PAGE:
How To Find A Personal Trainer

Okay, you’ve tried many different workouts; everything from cardio classes to CrossFit or you’ve told yourself “I’m going to get in a routine” but when the alarm wakes you up an hour earlier than your used to or the after work networking drinks call, your effort to sustain this new habit is the first to go out the window. Or maybe you’ve got a big event coming up, you’re sweating for the wedding or you want to be in shape before you start having kids etc… After realizing that beating yourself up won’t help you get the bod you want, you realize you may need to actually pay a professional to tailor a workout based on YOUR BODY and YOUR GOALS; enter: personal trainer.


There is such a broad spectrum of quality when discussing fitness professionals. Lots of people on every platform can claim to be an expert but you’ve got to wade through the perfectly curated pictures and websites to discern who’s the real deal. Now I’m talking about finding a 1-on-1 personal trainer who trains you in person. First, you’ve got to decide whether you’d like them to come to you or you’ll go to them. (Hint: you going to them is going to be less expensive). If you have the luxury of hiring an in-home personal trainer, congrats! You are winning at life. If not, no worries, there are lots of qualified professionals in a gym setting too! Obviously, you can do a quick google search to see the top trainers in your area. Check out their website, search their name individually on Google to see what else comes up about this person. I’d also recommend looking them up on Facebook and Instagram because these pages will be their most up to date content (aka portfolio) where you can see what they’re up to on a weekly (if not daily) basis.

Once you’ve narrowed your search down to a few top people who you think you’d enjoy working out with, CHECK THEIR CREDENTIALS! I cannot emphasize this enough. If they are not certified by one of the top fitness professionals organizations (NASM, ACE, NCCPT, AFAA) or if they don’t have a degree closely relating to exercise science or physical therapy then move on. Just because they’re selling protein shakes and showing you their workouts on the reg doesn’t mean you should trust Betty and Bob Beach Body with YOUR body. Their credentials should be prominently displayed on their website and any social media outlet.


Let’s say two or three trainers you’re interested in pass the credentials test and you’re liking what you see from a virtual perspective so let’s get personal, shall we? Send them an email or even better, give them a call. If they don’t answer, leave a message (if they’re with a client they won’t be able to answer) and explain your interest in their services and you’d like to A. Come see their space or B. (If you’re hiring them to come to you) Visit your space (home or office or wherever you’ll be working out of) and chat about the possibility of working together. This is SO important because I’ve had clients tell me they just signed up with Jack or Jill at the gym down the street and ended up disliking him/her. You’ve GOT to meet the person before you commit to a session with them to feel them out, make sure you trust them and so you can see the space you’ll be working out in or so they can see the space (and equipment) you’ve got in your home. Personal training is PERSONAL for a reason. You spend lots of time with this person. They get to know you, your body and often times your family and friends. More often than not, I become good friends with my clients and form strong relationships with them, above and beyond an hour in the gym.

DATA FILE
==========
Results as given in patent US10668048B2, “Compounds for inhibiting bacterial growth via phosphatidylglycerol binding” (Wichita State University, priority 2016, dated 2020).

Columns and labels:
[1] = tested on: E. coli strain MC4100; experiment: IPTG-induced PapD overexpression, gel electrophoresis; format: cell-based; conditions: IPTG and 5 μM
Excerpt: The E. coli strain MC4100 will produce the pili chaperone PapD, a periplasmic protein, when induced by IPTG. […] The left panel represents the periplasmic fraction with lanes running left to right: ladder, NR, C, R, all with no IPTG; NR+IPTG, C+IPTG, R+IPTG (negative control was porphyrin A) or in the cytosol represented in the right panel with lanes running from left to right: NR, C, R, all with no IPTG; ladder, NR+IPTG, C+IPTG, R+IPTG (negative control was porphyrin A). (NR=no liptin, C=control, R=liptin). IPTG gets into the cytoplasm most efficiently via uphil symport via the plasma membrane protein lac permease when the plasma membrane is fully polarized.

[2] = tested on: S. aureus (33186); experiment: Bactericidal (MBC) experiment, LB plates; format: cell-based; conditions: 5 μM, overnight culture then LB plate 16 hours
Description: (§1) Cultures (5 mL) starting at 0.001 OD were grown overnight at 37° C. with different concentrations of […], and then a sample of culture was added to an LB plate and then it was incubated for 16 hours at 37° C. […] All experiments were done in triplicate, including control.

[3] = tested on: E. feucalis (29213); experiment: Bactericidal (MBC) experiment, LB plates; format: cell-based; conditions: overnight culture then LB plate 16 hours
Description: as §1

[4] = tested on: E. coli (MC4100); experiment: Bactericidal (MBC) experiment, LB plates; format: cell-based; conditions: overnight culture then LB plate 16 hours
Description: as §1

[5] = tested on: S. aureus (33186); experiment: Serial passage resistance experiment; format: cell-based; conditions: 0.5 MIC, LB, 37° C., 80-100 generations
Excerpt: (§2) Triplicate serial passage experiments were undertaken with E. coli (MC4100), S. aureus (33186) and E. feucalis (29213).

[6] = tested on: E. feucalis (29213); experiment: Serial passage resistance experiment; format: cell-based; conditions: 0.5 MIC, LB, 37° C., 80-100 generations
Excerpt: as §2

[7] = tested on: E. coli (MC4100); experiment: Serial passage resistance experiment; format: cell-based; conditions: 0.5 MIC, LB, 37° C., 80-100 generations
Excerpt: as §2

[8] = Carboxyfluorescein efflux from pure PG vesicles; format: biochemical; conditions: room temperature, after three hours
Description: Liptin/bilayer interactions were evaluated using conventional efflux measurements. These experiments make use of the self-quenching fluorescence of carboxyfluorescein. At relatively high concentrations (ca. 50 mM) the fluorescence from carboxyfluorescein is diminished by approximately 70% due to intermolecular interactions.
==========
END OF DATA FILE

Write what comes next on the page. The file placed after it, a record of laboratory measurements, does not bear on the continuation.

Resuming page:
Important things to ask:

  • Ask them about their experience (how long, where have they worked etc…)

  • Ask them about success stories and clients who have been coming from a similar place that you’re in and how they helped them achieve their goals.

  • Ask them their philosophies, what they subscribe to in terms of their deepest rooted fitness beliefs and specialties. Do they have any special/cool/fancy certifications that sets them apart or a niche clientele that they absolutely love training (think prenatal or senior citizens population etc…)

  • Ask them their cost. You don’t want to be caught off guard at the end of your first session. Just as experience can vary between trainers, so can cost. Just remember, hiring a personal trainer is an investment in your overall health. This person will, ideally, help you prevent chronic pain and illness and increase quality of life and longevity. Pro-tip: If someone charges $150+/hour, they’re probably worth it.

  • Ask them how they track progress. This is SO important! “You can’t change what you don’t measure.” I’ve worked with trainers who have seen the same clients for 10+ years and these people have made no noticeable progress. Tracking progress by way of documenting strength or cardio metrics as well as body composition data is imperative to not only seeing the progress on paper, it will help motivate you and keep you on track. If your trainer is not keeping data on you then how are you measuring progress?

  • Ask them about their reputation I.e. referrals. The best compliment a trainer can receive is through referrals. If you don’t know anyone who has trained with this person, ask them. Great trainers are happy to share client testimonials and references!

Choosing a quality professional in any arena can feel overwhelming but follow these tips and trust your gut! Look for an experienced and knowledgeable trainer who feels like a good fit for you! If you listen to your gut, your new trainer will help you reach your goals and help you stay comfortable, motivated and inspired through the process. And who knows, you may get a great new friend out of it!


Barbie Markey
Personal Trainer
Group Fitness Coach
Healthy Moms Pre/Post Natal

If at first you don’t succeed, try doing what your trainer told you the first time.”
Barbie Markey4 Comments